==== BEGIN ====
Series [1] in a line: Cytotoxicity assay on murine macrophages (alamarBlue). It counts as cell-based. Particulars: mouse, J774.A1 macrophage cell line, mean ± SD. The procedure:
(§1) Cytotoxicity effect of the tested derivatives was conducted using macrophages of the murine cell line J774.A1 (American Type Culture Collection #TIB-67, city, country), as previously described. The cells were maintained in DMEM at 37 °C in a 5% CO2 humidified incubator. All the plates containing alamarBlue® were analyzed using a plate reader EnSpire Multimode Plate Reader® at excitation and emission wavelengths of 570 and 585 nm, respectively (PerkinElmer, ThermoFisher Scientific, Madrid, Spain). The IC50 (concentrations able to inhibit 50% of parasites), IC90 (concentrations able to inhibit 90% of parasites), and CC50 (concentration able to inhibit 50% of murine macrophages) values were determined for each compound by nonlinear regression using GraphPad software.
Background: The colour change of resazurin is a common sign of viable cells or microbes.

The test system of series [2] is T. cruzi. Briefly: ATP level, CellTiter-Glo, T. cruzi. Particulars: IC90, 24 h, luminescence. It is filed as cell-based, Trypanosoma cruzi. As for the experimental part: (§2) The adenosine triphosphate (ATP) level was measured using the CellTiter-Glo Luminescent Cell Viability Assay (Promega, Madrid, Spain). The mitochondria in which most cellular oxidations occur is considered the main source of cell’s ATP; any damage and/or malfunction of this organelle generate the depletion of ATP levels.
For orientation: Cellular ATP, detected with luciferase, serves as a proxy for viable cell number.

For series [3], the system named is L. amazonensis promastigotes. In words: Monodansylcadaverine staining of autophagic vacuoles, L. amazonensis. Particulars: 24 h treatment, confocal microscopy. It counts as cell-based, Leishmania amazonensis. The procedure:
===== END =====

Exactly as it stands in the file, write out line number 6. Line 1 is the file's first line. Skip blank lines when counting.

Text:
For series [3], the system named is L. amazonensis promastigotes. In words: Monodansylcadaverine staining of autophagic vacuoles, L. amazonensis. Particulars: 24 h treatment, confocal microscopy. It counts as cell-based, Leishmania amazonensis. The procedure: